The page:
Life in Nepal, Personal Ramblings, Previously Published

looking back on missionary life

Banepa, Nepal, May 2005.

Since our first week in Nepal when we woke up to a bomb, our days have overflowed with adventure and blessings, trials and tears. With every turn we have felt the fire of the Holy Spirit melting and molding us into everything but what we thought we ought to be and do as missionaries. From these times we’ve learned a few things:

Danger and security are relative terms. “At an estimated 10 killings a day, Nepal’s is the deadliest conflict in Asia. . . .” (TIME, April 25, 2005, p.21) In such a climate Scheer Memorial Hospital is a haven! It’s a landmark of the community, a symbol of security. While bombs go off outside the campus, bringing down school walls to ruble, we have been safe.

Spiritual gifts surface under pressure. We do things in Nepal we never we knew we were capable of. In all our years of marriage, we entertained twice; here we entertain several times a week. Roy has always been an introvert; at Scheer no one can shut him up. I’ve never been one to empathize or sympathize; here I’m the resident Ann Landers. We’ve learned first hand that God chooses us not because of what we are but who we can be in His control.

Adventure is mission life on the edge. 2001, our first year, the King, his family and all his immediate heirs were assassinated. 2002 was the start of a “shoot-to-kill” curfew that is still in effect. 2003, seismologists determined that Nepal was due for a major earthquake with an estimated death toll of 20,000 within the next three years; the projected epicenter is clearly visible from my bedroom window! In 2004 schools and business were forced to shut down for over 30% of the year, forcing us to remain on campus for several days at a time. In 2005 the King abolished Nepal’s democratic government and took over, revoking many rights including those to free speech, assembly, and property ownership.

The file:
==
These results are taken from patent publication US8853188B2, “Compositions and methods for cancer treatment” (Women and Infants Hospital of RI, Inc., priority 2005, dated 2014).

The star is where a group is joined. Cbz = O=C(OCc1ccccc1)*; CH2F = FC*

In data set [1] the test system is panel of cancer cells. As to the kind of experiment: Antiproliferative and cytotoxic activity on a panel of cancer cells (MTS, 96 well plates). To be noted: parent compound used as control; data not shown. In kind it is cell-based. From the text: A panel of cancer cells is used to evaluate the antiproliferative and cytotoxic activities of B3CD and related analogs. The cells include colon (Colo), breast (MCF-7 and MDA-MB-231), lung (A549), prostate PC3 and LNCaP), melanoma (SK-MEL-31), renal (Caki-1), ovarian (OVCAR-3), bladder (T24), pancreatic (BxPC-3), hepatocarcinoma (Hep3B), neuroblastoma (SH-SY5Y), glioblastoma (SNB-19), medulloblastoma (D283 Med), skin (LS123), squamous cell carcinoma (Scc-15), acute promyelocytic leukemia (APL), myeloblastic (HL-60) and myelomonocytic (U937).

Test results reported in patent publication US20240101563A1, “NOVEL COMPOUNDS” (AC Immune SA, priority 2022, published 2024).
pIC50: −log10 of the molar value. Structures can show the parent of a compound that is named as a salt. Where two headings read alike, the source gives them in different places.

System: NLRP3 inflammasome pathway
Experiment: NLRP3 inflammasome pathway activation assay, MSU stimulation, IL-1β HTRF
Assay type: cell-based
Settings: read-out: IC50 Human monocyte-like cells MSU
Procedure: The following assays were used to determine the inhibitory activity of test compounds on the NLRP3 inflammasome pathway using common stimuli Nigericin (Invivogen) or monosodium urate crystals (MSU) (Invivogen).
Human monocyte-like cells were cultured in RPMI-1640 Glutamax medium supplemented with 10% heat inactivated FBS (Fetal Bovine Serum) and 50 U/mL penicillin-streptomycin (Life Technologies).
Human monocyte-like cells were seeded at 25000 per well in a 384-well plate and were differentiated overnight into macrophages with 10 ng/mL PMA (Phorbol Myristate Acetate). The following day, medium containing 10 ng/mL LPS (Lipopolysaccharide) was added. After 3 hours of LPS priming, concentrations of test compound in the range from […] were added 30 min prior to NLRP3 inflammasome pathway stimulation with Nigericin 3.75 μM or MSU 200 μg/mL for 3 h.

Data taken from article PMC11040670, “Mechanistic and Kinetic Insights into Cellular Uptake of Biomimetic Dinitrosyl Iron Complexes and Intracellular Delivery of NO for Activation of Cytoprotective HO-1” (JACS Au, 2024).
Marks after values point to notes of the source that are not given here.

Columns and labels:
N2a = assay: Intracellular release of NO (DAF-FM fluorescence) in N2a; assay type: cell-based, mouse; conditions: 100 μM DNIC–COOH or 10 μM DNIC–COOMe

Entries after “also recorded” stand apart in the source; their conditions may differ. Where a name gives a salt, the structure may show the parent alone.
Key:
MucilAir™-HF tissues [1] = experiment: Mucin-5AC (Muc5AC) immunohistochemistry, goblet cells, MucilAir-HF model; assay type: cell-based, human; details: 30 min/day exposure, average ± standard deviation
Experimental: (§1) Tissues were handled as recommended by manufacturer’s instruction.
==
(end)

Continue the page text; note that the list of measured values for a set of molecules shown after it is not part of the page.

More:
Restrictions give birth to freedom. Because it is illegal to proselytize, we cannot pitch a tent for Dwight Nelson or Mark Finley. Yet this restriction has forced us to get out of Adventist culture and find creative ways to exemplify Christ: We host one of the nation’s top medical schools on campus, bringing over 100 Hindu young people here every day; We share office space with Nepal Network Center for Cancer Treatment and Research, resulting in Scheer being the second hospice center in the whole country; We formulated the country’s first health insurance package, making healthcare an affordable benefit for businesses; We accept volunteers of all walks of life and faith, offering a first-hand experience of the Adventist, mission-oriented lifestyle; We organize the only international marathon in the country, drawing runners from 20 countries and raising money—not for ourselves but for other hospitals; We send out medical teams to areas where terrorists reign and where there is no medical care within at least one hour’s walking distance, creating opportunities to show the compassion of Jesus; We have the only Adventist school in the country under the guise of “home schooling,” sending Jesus into homes in the backpacks and hearts of little Hindu children; We are opening an orphanage after being touched by an abandoned baby, giving a future to her and other baby girls; etc. etc.

Our daughter, Sky, thinks the predicted earthquake will be a pretty cool way to wrap up our experience in Nepal. We, on the other hand, are satisfied with the dose of excitement and adventure we already have! Here we don’t have to stop and concentrate to see God. He is right here, every day, loud and clear, calling us to step outside our job descriptions for a dose of His Power.

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